1. Tickets available to hear President Clinton’s press secretary

Dee Dee Myers, White House press secretary during President Clinton’s first term, will speak Thursday, April 29, at 7 p.m. in the AMU ballrooms. The country’s first female press secretary, Myers will sign copies of her book, Why Women Should Rule the World, immediately following her speech.

Tickets are required for this free, public event and can be picked up in the AMU Brooks Lounge. There is a limit of two tickets per individual.

Myers’ visit is sponsored by the student organization Empowerment and held in conjunction with the Centennial Celebration of Women at Marquette. The event is co-sponsored by MUSG, Klingler College of Arts and Sciences, Diederich College of Communication, Division of Student Affairs, Office of Student Development, Les Aspin Center for Government, Office of Public Affairs, Women’s and Gender Studies, College of Communication Student Council, College of Arts and Sciences Student Council, Pi Sigma Alpha Political Science Honor Society and Residence Hall Association.

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2. Business faculty to present at BizTech Expo

Four Marquette University College of Business Administration faculty members will present business strategy seminars at the BizTech Conference and Expo April 28-29. Presented by BizTimes Milwaukee, the BizTech Conference and Expo is held at the Wisconsin Exposition Center at State Fair Park.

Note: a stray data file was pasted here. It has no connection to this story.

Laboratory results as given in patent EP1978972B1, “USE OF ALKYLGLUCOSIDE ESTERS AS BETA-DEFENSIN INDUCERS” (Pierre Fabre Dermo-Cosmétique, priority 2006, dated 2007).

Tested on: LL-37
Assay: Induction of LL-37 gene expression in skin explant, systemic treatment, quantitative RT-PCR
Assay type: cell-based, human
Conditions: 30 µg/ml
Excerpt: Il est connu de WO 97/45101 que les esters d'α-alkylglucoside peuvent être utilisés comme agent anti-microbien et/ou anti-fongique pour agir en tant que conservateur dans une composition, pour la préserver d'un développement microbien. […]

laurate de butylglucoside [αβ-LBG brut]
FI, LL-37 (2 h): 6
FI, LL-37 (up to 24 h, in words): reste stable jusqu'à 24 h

Led by some of the Milwaukee area’s leading business professionals and experts, the seminars are scheduled throughout the two-day event and range in topics across the business spectrum. Marquette business faculty will present three seminars:

• Dr. Dennis Garrett, associate professor of marketing — “Taming the Angry Customer” Wednesday, April 28, 10:45 a.m. to 11:30 a.m.

• Dr. Douglas Fisher, director of the Center for Supply Chain Management, and Dr. Mark Cotteleer, associate professor of management — “Center Strategy: Leveraging University Centers for Business Value,” Thursday, April 29, 10:45 a.m. to 11:30 a.m.

• Tim Keane, director of the Kohler Center for Entrepreneurship and Golden Angels Network — “Everything You Should Know About Angel Investors,” Thursday, April 29, 1:45 p.m. to 2:30 p.m.

Register online.

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3. 1,100 backpacks on Central Mall draw attention to suicide prevention

Some 1,100 backpacks representing the 1,100 college students nationally who die by suicide each year will be displayed on Central Mall as part of a national traveling exhibit for suicide prevention awareness.

The backpacks will be displayed from 10 a.m. to 5 p.m. Wednesday, April 28. The rain location is the first floor of Alumni Memorial Union. The exhibit is free and open to the public. About 75 of the backpacks include a brief profile of a college student who was a suicide victim.